Several national appraiser organizations—including the American Society of Appraisers (ASA), National Association of Independent Fee Appraisers (NAIFA), and American Society of Farm Managers and Rural Appraisers (ASFMRA)—recently sent a letter the Consumer Financial Protection Bureau (CFPB) asking the federal regulator to get involved with the current debate over increasing the appraisal threshold level for federally related residential mortgage transactions.
Back in December, the FDIC, OCC, and the Federal Reserve first proposed their idea of increasing this appraisal threshold level from $250,000 to $500,000, because they feel it costs banks too much time and money to fulfill the associated appraisal requirements. Most appraiser organizations have opposed this change, and believe that such an act could actually have a negative impact on safe and sound real estate lending practices by prompting banks to significantly reduce attention to collateral risk and management.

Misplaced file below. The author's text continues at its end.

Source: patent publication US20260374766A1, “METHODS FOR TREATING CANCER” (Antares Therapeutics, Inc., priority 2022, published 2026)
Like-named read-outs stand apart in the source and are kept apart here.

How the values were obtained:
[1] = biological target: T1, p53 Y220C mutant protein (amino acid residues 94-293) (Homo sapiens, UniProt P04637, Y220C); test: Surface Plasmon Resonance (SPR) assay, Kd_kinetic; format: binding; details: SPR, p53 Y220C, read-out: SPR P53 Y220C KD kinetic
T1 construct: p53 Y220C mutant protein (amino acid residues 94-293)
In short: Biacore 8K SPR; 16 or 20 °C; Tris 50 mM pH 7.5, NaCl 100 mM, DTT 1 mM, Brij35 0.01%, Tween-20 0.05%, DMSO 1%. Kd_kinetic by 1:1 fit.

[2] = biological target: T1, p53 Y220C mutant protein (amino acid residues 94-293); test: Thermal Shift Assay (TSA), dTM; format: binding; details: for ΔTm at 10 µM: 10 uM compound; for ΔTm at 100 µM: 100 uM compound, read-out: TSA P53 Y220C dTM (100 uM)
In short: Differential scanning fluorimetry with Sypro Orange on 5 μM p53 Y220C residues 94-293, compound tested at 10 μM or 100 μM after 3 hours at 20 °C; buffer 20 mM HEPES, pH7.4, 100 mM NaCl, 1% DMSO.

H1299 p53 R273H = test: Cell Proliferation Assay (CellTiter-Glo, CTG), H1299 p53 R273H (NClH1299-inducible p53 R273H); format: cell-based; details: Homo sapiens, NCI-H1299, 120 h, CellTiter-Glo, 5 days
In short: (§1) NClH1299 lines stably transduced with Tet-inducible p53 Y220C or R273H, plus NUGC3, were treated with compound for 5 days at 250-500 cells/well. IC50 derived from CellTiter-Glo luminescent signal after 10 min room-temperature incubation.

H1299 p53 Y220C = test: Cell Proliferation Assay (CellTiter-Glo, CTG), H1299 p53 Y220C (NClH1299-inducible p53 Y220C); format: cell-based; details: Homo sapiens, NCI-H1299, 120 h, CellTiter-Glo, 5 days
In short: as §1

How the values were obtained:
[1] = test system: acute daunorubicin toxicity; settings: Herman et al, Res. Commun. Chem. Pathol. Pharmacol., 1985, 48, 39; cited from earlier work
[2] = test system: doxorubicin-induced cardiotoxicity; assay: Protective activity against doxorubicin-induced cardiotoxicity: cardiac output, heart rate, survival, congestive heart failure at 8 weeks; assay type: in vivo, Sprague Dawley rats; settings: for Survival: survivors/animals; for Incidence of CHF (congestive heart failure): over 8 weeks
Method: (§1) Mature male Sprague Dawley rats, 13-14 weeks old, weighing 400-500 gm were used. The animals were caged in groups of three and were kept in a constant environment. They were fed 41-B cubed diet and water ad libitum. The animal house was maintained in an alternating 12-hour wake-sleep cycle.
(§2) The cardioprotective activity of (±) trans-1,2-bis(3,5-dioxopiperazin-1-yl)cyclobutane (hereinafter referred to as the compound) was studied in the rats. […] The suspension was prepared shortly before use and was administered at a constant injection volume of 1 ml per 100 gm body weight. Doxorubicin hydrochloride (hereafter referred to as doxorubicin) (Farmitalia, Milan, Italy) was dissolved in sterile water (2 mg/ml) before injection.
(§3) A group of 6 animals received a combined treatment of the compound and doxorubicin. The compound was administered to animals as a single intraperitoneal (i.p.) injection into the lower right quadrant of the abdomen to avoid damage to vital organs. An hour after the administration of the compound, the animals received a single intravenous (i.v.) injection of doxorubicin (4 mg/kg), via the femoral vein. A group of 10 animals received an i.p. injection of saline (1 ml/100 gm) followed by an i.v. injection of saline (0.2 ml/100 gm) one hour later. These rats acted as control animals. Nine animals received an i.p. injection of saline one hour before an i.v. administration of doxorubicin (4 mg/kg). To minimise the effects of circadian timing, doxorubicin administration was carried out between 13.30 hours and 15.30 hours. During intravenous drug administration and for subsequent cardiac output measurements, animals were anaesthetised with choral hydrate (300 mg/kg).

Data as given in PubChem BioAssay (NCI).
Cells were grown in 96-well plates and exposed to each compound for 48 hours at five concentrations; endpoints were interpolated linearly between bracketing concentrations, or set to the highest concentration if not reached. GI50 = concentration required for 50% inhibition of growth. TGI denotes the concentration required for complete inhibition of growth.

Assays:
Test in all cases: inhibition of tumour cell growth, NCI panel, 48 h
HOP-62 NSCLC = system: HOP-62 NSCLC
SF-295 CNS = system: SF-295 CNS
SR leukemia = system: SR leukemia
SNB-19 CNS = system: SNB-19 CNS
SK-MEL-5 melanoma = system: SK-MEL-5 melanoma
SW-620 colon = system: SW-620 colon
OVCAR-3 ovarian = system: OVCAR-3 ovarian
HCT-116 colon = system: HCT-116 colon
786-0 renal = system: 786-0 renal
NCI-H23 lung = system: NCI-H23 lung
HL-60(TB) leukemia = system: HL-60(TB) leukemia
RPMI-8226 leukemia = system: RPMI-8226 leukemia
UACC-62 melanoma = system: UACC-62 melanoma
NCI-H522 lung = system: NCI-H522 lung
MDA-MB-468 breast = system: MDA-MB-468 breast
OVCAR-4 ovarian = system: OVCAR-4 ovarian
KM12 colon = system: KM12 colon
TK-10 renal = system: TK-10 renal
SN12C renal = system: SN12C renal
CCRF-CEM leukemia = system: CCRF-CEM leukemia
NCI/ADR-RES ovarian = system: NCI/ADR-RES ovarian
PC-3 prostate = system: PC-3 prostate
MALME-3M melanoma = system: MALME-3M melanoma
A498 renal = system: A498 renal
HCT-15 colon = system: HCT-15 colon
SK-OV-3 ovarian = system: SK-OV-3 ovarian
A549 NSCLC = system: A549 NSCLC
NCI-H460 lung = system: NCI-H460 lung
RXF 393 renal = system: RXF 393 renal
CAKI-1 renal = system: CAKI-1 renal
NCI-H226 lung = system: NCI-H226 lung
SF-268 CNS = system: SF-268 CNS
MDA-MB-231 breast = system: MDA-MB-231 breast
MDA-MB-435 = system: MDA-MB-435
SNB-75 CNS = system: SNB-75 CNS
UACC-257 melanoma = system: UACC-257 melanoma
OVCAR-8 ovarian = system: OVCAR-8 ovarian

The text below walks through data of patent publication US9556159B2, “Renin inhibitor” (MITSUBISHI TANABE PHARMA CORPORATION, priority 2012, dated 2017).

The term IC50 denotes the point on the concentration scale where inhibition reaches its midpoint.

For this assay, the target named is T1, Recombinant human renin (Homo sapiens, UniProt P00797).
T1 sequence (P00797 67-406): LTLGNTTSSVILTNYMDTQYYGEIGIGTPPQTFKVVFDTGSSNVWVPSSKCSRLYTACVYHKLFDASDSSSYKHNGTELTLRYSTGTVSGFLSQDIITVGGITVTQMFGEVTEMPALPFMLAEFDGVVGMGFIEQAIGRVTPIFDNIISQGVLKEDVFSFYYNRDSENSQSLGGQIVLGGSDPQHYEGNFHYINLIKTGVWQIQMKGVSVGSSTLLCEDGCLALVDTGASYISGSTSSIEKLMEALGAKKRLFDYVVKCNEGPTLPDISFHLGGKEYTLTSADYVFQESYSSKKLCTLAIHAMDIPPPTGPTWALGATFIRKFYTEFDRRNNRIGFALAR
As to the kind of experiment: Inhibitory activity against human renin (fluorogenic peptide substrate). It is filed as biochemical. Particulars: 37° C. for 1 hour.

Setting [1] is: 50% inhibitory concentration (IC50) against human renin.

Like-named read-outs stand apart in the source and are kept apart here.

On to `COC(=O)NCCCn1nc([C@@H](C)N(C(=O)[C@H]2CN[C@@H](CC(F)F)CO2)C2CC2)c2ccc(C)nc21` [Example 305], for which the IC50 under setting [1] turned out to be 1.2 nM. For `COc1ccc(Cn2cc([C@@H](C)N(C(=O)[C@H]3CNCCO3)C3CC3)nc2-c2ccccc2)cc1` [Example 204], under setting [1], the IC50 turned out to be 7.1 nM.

Within their letter, the ASA, NAIFA, and ASFMRA stated how they are concerned that the three banking agencies could make a decision too quickly, believing they have “unilateral authority under existing law” to adjust the threshold. They feel that the CFPB needs to act now so that appraiser organizations are not denied the right to comment on any decision rendered.
The appraiser groups justified their request by highlighting section 1473 of the Dodd-Frank Act, which gives the CFPB the authority to “independently determine whether (increasing the threshold) provides reasonable protection for consumers who purchase 1-4 unit, single-family residences and concur with any decision to increase the appraisal threshold.” The letter then went on to point out that any “Bureau non-concurrence would prevent an appraisal threshold increase decision by the agencies from taking effect.”
“It is the hope of the organizations that drafted this letter that the Bureau will advise them as to how the CFPB intends to proceed regarding the (banking) agencies’ announced consideration of a threshold increase,” stated the letter.
In addition, the ASA, NAIFA, and ASFMRA also said that they are reviewing more ways to provide additional comments to the banking agencies regarding appraisal regulations and their impact on federally regulated financial institutions.
Valuation Review – valuationreview.com